I can’t help but feel as though Ryota-san has transformed his Fairlady Z from a land boat into a jet fighter, while still maintaining a level of class and comfort that the Z32 is loved for.

So which one does it for you – the cruiser or the bruiser?

Toby Thyer
Instagram _tobinsta_

Z32 related stories on Speedhunters



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Two unique ways to do a Z32


I love that this article happened! I follow Yuichi-san on Instagram, his Z is so pleasing to look at. Z32 ftw!


As much as a dig that engine swap, my heart floats towards the near stock cruiser! Aesthetically, Nissan got this big old girl right IMO, and the blue GTR respray looks awesome. I'd love to own a bone stock example as a daily. So much 90's cool.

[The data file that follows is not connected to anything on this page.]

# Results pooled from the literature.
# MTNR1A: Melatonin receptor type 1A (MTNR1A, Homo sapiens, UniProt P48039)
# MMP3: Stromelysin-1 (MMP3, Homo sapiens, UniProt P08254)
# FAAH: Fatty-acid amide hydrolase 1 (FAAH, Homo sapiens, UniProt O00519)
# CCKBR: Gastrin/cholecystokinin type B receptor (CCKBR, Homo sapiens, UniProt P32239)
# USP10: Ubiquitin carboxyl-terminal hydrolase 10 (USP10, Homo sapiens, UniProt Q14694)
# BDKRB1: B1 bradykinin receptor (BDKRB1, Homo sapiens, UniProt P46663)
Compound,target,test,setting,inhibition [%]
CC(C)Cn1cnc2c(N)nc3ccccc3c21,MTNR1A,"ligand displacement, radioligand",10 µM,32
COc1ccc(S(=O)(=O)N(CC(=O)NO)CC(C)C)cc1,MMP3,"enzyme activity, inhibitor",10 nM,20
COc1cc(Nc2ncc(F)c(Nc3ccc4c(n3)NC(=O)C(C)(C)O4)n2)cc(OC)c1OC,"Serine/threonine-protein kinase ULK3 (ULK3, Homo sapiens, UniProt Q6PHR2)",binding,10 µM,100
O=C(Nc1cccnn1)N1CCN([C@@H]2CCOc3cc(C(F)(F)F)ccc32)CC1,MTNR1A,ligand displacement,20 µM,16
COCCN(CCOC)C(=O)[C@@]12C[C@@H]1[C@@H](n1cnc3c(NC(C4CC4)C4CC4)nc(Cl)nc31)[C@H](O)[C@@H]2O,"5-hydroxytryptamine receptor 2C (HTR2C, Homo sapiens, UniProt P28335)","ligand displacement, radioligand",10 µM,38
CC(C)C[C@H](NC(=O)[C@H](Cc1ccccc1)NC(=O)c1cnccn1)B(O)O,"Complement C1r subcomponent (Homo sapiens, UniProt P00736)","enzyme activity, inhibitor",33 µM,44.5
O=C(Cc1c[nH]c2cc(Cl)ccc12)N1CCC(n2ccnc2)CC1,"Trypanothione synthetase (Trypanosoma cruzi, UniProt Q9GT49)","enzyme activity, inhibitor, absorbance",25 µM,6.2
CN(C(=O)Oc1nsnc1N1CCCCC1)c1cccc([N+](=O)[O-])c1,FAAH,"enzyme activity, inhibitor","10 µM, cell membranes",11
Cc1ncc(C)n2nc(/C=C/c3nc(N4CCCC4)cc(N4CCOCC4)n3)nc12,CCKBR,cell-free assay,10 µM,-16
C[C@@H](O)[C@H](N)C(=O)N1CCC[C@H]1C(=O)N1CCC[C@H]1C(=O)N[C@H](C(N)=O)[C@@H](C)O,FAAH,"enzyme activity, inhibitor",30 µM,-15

They look pretty comfy (albeit thirsty) daily cruisers!


Great article, Toby! The blue Z engine looks like the mechanical inside of the RX-78 Gundam


The blue one is nearly perfection (except the auto box) and the TT spoiler is a genius addition IMO. I almost bought a Z32 back in the noughties and I've been kicking myself ever since.


Great article, great pics as usual Toby.
But man, what is it about the Z32's front that makes it look so strange?


I am pretty sure its because of that headlights that make the car look kinda dumbass. The inside layout of them bugs me for real.


Everything was calm until I got to the red interior pic with the gauges. Good lord, how beautiful.


Have followed Yuichi on IG for ages...definitely an inspiration for my own Z32...I love what he's done with the platform.
here's an old video interview and his story: https://www.youtube.com/watch?v=MfX4j5tpCbA